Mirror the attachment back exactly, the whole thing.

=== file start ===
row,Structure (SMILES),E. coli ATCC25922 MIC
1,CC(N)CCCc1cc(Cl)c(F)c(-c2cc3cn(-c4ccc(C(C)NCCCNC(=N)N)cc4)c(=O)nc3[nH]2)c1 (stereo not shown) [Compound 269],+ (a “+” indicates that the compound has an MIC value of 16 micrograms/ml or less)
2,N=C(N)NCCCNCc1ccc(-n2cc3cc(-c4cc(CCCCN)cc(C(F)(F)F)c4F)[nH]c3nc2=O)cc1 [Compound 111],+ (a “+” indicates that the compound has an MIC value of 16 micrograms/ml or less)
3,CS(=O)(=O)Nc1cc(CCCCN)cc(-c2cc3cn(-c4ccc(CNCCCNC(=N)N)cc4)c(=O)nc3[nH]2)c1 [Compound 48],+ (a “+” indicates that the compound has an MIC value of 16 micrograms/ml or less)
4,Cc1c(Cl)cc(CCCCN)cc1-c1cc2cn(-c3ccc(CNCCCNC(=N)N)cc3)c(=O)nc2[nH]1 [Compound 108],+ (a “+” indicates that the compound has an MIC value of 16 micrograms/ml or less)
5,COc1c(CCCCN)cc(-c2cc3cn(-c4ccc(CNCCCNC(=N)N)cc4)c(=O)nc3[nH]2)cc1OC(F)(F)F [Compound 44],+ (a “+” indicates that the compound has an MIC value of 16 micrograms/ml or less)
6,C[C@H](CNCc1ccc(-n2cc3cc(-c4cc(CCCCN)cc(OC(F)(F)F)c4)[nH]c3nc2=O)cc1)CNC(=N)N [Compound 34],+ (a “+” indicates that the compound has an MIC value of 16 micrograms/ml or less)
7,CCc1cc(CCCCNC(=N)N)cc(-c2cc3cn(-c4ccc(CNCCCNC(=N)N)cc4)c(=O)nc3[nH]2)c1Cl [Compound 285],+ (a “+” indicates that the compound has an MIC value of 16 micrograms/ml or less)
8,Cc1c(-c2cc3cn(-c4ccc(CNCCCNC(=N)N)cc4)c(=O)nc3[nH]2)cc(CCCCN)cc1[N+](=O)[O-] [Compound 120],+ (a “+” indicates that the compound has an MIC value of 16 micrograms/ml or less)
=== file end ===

row,Structure (SMILES),E. coli ATCC25922 MIC
1,CC(N)CCCc1cc(Cl)c(F)c(-c2cc3cn(-c4ccc(C(C)NCCCNC(=N)N)cc4)c(=O)nc3[nH]2)c1 (stereo not shown) [Compound 269],+ (a “+” indicates that the compound has an MIC value of 16 micrograms/ml or less)
2,N=C(N)NCCCNCc1ccc(-n2cc3cc(-c4cc(CCCCN)cc(C(F)(F)F)c4F)[nH]c3nc2=O)cc1 [Compound 111],+ (a “+” indicates that the compound has an MIC value of 16 micrograms/ml or less)
3,CS(=O)(=O)Nc1cc(CCCCN)cc(-c2cc3cn(-c4ccc(CNCCCNC(=N)N)cc4)c(=O)nc3[nH]2)c1 [Compound 48],+ (a “+” indicates that the compound has an MIC value of 16 micrograms/ml or less)
4,Cc1c(Cl)cc(CCCCN)cc1-c1cc2cn(-c3ccc(CNCCCNC(=N)N)cc3)c(=O)nc2[nH]1 [Compound 108],+ (a “+” indicates that the compound has an MIC value of 16 micrograms/ml or less)
5,COc1c(CCCCN)cc(-c2cc3cn(-c4ccc(CNCCCNC(=N)N)cc4)c(=O)nc3[nH]2)cc1OC(F)(F)F [Compound 44],+ (a “+” indicates that the compound has an MIC value of 16 micrograms/ml or less)
6,C[C@H](CNCc1ccc(-n2cc3cc(-c4cc(CCCCN)cc(OC(F)(F)F)c4)[nH]c3nc2=O)cc1)CNC(=N)N [Compound 34],+ (a “+” indicates that the compound has an MIC value of 16 micrograms/ml or less)
7,CCc1cc(CCCCNC(=N)N)cc(-c2cc3cn(-c4ccc(CNCCCNC(=N)N)cc4)c(=O)nc3[nH]2)c1Cl [Compound 285],+ (a “+” indicates that the compound has an MIC value of 16 micrograms/ml or less)
8,Cc1c(-c2cc3cn(-c4ccc(CNCCCNC(=N)N)cc4)c(=O)nc3[nH]2)cc(CCCCN)cc1[N+](=O)[O-] [Compound 120],+ (a “+” indicates that the compound has an MIC value of 16 micrograms/ml or less)